Daily Meditations with Fr. Alfonse 2014-08-18 16:02:00

A young man approached Jesus and said,
“Teacher, what good must I do to gain eternal life?”
He answered him, “Why do you ask me about the good?
There is only One who is good.
If you wish to enter into life, keep the commandments.”
He asked him, “Which ones?”
And Jesus replied, “You shall not kill;
you shall not commit adultery;
you shall not steal;
you shall not bear false witness;
honor your father and your mother;
and you shall love your neighbor as yourself.”
The young man said to him,
“All of these I have observed. What do I still lack?”
Jesus said to him, “If you wish to be perfect, go,
sell what you have and give to the poor,
and you will have treasure in heaven.
Then come, follow me.”
When the young man heard this statement, he went away sad,
for he had many possessions.
This Gospel elicits a response that we know all too well as Christians: What did you just ask of me, Lord?!?!
This Gospel also elicits controversy. How, after all, can we take these words literally? My parents have three children to feed and four college degrees to be paid for. I can’t give up my car and walk from the suburbs to Dallas every morning for class. The question is then, how can we possibly live out this radical call? It is frightening to think that we are living in a manner inconsistent with the demand Jesus gives us. We shouldn’t be afraid, though. Instead, we should look at this Gospel as Jesus’ call to go outside of ourselves in the spiritual life.
Jesus replied, “You shall not kill; you shall not commit adultery; you shall not steal; you shall not bear false witness;honor your father and your mother; and you shall love your neighbor as yourself.” There is something to be said about the rule-followers of society. After all, rules are rules for a reason. The Church gives us certain guidelines and instructions for our own welfare– not because the male-dominated hierarchy loves to micromanage every aspect of our lives, as popular opinion would have it. However, we cannot be so caught up in following rules that we become spiritually self-absorbed.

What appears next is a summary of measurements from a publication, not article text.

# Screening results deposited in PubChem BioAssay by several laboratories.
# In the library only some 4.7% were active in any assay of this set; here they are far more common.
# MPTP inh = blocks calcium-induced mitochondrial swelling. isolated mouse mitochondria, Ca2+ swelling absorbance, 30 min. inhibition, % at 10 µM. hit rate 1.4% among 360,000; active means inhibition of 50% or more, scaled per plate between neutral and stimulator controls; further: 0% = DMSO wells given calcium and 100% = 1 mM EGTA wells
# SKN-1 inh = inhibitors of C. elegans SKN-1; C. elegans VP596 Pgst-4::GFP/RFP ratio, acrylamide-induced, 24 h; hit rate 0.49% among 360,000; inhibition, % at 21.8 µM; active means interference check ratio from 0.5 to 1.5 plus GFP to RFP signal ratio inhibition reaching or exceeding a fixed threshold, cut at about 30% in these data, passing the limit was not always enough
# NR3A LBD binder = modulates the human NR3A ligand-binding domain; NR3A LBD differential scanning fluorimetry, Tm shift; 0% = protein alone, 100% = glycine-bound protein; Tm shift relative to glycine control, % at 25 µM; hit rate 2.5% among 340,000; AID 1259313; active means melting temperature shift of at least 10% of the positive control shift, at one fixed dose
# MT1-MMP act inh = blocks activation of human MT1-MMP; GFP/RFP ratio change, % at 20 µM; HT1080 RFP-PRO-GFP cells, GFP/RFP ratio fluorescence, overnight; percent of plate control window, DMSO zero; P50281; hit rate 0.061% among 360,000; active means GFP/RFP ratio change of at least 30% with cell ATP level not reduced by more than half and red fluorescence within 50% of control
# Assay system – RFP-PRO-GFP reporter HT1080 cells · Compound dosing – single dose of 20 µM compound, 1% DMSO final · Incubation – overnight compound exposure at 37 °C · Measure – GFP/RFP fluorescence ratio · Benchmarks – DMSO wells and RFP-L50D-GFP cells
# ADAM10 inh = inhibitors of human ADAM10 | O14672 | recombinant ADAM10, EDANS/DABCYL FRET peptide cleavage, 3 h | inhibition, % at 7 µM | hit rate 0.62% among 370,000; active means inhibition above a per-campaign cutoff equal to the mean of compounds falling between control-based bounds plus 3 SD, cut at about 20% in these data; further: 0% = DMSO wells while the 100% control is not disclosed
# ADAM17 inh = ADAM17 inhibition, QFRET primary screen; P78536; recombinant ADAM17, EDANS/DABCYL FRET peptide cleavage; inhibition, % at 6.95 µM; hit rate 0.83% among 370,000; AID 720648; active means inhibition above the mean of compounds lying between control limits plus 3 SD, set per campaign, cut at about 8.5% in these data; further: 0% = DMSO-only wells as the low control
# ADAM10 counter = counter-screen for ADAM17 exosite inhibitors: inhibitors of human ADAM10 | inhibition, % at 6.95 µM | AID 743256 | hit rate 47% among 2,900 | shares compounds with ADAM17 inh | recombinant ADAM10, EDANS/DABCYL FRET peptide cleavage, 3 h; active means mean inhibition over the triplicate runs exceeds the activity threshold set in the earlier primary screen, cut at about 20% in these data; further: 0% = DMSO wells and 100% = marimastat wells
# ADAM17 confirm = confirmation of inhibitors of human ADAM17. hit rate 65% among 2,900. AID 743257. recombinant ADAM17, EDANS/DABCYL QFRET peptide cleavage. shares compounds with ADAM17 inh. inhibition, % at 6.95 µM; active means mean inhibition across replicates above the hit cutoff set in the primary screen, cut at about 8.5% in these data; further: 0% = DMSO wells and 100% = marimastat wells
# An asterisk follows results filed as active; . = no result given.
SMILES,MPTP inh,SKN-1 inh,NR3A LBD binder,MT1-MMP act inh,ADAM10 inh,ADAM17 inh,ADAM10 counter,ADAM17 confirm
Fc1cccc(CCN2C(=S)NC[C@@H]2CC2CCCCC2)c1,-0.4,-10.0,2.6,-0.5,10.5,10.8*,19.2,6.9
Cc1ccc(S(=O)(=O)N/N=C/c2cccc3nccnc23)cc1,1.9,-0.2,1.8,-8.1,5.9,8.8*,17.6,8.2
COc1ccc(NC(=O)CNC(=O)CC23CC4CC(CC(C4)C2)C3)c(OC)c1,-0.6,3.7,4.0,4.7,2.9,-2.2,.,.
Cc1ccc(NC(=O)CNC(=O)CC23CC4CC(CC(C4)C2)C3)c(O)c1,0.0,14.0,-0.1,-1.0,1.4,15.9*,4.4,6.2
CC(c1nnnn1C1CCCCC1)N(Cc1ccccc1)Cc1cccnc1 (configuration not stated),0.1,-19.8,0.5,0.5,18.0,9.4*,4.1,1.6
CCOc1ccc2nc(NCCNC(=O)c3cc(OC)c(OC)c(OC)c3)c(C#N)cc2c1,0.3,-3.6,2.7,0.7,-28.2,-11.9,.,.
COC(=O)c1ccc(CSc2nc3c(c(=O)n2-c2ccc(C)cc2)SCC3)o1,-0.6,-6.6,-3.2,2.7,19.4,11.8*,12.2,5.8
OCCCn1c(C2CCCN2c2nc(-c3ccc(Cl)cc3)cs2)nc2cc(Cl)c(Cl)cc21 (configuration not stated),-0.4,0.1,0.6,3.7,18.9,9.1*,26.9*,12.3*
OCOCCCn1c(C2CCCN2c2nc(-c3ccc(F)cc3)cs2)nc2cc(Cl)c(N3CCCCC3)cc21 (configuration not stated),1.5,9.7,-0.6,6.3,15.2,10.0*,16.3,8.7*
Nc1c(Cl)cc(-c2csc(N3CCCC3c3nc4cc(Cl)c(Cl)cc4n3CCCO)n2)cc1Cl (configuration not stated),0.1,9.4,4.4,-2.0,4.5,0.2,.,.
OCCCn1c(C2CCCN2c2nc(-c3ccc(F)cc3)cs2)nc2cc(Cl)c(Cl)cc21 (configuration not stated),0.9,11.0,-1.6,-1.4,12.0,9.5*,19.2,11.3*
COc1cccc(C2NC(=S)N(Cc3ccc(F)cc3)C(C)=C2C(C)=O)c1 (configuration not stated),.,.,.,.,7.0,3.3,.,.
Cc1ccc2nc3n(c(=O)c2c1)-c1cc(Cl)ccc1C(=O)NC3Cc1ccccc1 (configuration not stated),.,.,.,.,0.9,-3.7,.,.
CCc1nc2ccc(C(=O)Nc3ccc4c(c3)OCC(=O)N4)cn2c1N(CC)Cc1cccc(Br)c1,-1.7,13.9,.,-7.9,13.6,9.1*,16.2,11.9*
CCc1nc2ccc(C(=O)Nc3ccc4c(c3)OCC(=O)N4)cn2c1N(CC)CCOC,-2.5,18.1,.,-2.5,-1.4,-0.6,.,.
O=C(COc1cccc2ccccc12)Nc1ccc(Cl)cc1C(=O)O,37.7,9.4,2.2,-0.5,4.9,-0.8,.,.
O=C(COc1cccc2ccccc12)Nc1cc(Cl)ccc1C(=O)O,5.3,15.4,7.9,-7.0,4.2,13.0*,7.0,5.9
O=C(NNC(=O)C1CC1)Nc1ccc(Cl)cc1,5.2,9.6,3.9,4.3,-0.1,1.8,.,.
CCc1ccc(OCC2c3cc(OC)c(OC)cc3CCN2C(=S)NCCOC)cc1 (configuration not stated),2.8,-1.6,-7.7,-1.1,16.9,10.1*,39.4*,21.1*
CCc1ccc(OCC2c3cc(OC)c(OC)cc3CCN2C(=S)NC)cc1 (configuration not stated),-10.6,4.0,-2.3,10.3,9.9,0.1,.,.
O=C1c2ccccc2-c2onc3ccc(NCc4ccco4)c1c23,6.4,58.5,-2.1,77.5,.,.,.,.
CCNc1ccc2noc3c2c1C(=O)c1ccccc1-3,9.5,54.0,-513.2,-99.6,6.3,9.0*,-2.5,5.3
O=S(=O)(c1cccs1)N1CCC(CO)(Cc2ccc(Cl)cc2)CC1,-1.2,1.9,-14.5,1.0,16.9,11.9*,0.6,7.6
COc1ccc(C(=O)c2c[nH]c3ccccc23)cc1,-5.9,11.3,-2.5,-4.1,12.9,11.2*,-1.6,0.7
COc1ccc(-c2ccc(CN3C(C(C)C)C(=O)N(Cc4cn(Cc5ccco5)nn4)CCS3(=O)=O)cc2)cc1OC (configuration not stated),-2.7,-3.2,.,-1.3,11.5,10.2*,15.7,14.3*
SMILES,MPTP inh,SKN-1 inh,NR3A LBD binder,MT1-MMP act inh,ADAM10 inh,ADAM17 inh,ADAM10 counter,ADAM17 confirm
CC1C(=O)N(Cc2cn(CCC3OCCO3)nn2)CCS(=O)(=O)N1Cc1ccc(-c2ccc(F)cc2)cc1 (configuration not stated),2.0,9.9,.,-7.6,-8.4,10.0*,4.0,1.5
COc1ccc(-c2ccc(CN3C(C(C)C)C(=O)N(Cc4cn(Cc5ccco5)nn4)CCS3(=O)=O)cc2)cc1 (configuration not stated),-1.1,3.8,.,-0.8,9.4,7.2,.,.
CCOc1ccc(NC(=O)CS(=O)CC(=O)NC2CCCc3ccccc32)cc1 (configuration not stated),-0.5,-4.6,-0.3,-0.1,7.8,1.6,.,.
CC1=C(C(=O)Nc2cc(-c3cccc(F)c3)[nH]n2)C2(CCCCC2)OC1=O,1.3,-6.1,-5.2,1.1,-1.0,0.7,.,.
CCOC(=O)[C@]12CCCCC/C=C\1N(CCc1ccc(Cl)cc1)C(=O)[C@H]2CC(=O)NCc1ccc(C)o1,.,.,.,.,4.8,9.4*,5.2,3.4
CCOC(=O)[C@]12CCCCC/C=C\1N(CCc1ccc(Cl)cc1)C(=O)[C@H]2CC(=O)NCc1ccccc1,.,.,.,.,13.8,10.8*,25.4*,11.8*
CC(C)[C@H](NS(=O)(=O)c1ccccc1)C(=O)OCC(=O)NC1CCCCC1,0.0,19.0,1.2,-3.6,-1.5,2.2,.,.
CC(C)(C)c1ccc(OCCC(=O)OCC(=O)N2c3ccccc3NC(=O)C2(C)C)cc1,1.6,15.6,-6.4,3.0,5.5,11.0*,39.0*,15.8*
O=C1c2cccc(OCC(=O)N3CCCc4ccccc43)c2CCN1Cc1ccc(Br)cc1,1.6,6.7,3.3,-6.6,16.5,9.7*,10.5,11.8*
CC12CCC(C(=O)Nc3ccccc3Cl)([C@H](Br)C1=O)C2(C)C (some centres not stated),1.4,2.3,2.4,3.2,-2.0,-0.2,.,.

So many Catholics, especially among the youth, resist temptation and sin so vehemently that they become spiritual introverts. The faith becomes a constant examination of conscience. I have seen people refuse to receive Communion because they said a bad word when they stubbed their toe. It is great that some people strive for virtue. But is this introversion really heroic virtue—the cause for sainthood?
Jesus said to him, “If you wish to be perfect, go, sell what you have and give to the poor, and you will have treasure in heaven.Then come, follow me.” The word ‘heroic’ comes from the same Greek word meaning “warrior, protector, or defender.” You probably didn’t need that explanation, but think—what is a warrior, protector, or defender? Do they fight battles that lie solely within themselves? What great Christian spends his entire life defending himself? Jesus Himself lived in a hostile time, much like we do. He was surrounded by temptation as well. But yet, his entire life was poured out in service for the poor—that is why we know that He is infinitely holy. And He demands the same of his followers.
There is a hospice near my house that I like to stop into on Saturdays. This past Saturday, I was running late getting there, so I worked a different job. I normally work in the kitchen, but the kitchen was closed at that point.Instead, my volunteer director gave me a list of rooms that I should go to for manicures. I don’t even do my own nails anymore, given that I go to school with girls and play sports and instruments and whatnot. Needless to say, it was interesting. I ended up spending at least a half hour in each room trying to fix the mess I made on each patient.